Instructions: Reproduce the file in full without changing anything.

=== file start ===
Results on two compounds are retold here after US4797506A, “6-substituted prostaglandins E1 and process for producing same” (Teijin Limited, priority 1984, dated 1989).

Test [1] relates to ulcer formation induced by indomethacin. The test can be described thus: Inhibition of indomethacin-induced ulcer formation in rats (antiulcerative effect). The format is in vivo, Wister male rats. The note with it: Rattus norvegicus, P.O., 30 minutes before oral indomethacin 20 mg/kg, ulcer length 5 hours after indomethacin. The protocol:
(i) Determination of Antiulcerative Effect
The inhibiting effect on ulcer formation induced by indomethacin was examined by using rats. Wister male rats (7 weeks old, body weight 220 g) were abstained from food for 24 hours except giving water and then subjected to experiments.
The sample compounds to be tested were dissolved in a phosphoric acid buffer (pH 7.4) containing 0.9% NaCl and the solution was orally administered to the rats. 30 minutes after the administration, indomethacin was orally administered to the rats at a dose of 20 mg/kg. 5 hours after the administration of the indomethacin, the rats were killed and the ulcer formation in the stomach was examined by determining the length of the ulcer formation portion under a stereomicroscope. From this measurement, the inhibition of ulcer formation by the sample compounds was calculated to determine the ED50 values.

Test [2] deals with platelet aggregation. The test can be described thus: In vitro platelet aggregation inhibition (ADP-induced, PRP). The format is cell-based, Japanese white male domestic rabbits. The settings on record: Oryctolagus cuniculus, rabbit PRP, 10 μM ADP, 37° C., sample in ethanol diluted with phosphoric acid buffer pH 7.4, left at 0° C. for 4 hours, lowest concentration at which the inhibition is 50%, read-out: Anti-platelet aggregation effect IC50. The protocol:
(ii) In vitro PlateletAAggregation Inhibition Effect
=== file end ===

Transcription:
Results on two compounds are retold here after US4797506A, “6-substituted prostaglandins E1 and process for producing same” (Teijin Limited, priority 1984, dated 1989).

Test [1] relates to ulcer formation induced by indomethacin. The test can be described thus: Inhibition of indomethacin-induced ulcer formation in rats (antiulcerative effect). The format is in vivo, Wister male rats. The note with it: Rattus norvegicus, P.O., 30 minutes before oral indomethacin 20 mg/kg, ulcer length 5 hours after indomethacin. The protocol:
(i) Determination of Antiulcerative Effect
The inhibiting effect on ulcer formation induced by indomethacin was examined by using rats. Wister male rats (7 weeks old, body weight 220 g) were abstained from food for 24 hours except giving water and then subjected to experiments.
The sample compounds to be tested were dissolved in a phosphoric acid buffer (pH 7.4) containing 0.9% NaCl and the solution was orally administered to the rats. 30 minutes after the administration, indomethacin was orally administered to the rats at a dose of 20 mg/kg. 5 hours after the administration of the indomethacin, the rats were killed and the ulcer formation in the stomach was examined by determining the length of the ulcer formation portion under a stereomicroscope. From this measurement, the inhibition of ulcer formation by the sample compounds was calculated to determine the ED50 values.

Test [2] deals with platelet aggregation. The test can be described thus: In vitro platelet aggregation inhibition (ADP-induced, PRP). The format is cell-based, Japanese white male domestic rabbits. The settings on record: Oryctolagus cuniculus, rabbit PRP, 10 μM ADP, 37° C., sample in ethanol diluted with phosphoric acid buffer pH 7.4, left at 0° C. for 4 hours, lowest concentration at which the inhibition is 50%, read-out: Anti-platelet aggregation effect IC50. The protocol:
(ii) In vitro PlateletAAggregation Inhibition Effect